I plan to occasionally focus my Yesteryear spotlight on some individual and indicate why he or she deserves such an accolade. My first offering is Miss Gordon Grubbs, one of my two sixth grade teachers at Henry Johnson School during 1954-55. Miss Grubbs taught geography, one of my least favorite subjects.
This stately lady devised an ingenious scheme for getting her students to better appreciate the class. She announced the formation of the Super Sticker Stamp Club, a weekly voluntary gathering that met after school in her classroom. This teacher astutely coupled our need to learn about the diverse physical, biological, and cultural features of the earth's surface with our enjoyment of a hobby that included the swapping of postage stamps from all over the world. Those students who did not have stamp albums quickly acquired one so they could partake in the exciting world of philately.
Our first order of business was to choose club officers. I became president, probably because of my reasonably large stamp collection, obtained primarily from Pat’s Trading Post on Spring Street. Miss Grubbs asked me if I understood Robert’s Rules of Order. For some strange reason, I responded in the affirmative, although I knew nothing of Robert or his orderly rules. After I attempted to convene my first club get-together, the first order of business quickly became for me to learn the proper way to conduct a meeting.
Our club’s setting became spontaneous and laid-back, nothing like our geography class. Everything was relaxed and informal - talking softly without permission, wandering around the room at will and making short impromptu presentations.
Miss Grubbs wisely and discreetly maintained a list of discussion questions to keep the meeting moving at a reasonable pace: What is your largest (or smallest) stamp? What is your prettiest (or ugliest) stamp? “What country represents a place you would like to visit? Show us a stamp from a country that you have visited. What country do you know the least about? This process evoked numerous responses from students as we hovered around each other in somewhat of a “show and tell” format. This was absolutely more enjoyable than sitting through a stiff geography class.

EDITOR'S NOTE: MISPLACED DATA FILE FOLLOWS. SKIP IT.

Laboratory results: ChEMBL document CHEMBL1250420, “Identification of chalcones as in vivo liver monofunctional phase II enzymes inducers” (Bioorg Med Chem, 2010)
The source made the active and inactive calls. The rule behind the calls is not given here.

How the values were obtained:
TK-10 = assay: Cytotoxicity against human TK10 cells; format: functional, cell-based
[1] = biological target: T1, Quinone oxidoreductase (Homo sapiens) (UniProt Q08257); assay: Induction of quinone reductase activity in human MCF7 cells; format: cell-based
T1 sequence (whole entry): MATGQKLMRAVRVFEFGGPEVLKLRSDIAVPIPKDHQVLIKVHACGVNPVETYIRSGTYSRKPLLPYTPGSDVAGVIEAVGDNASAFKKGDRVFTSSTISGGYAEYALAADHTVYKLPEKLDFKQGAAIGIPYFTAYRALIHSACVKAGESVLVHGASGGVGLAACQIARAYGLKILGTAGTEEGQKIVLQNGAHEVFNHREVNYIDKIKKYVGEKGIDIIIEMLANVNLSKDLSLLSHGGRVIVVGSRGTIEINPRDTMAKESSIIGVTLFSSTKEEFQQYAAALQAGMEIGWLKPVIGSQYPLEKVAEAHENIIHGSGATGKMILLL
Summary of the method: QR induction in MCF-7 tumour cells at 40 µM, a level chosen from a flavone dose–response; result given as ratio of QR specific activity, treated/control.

The Super Sticker Stamp Club afforded us time at the end for trading stamps. Our teacher basically turned the meeting over to us at this point. On one special occasion, Miss Grubbs had each of us give her a self-addressed envelope with our name and the school’s Market Street address on it. Shortly, the envelopes returned to us via U.S. mail, containing a new twenty-cent “special delivery” stamp, postmarked as a “First Day of Issue.”
A Young Miss Gordon Grubbs, A First Day of Issue She Acquired for Her Students
A regular three-cent Jefferson stamp was also affixed to it postmarked “9 am; October 13, 1954; Boston, Mass.” Our selfless teacher spent her own money on her students. Inside my envelope was a letter that read: "Dear Robert: This ‘First Day Cover’ of the new Special Delivery stamp is a little gift from me to each member of the ‘Super Sticker Stamp Club’ ... Very sincerely ... Miss Grubbs." It was dated October 4, 1954.
Today, I cannot drive by that old W. Market Street building without thinking about a gifted teacher with a creative imagination that transformed a potentially jaded subject into a pleasurable interactive learning experience.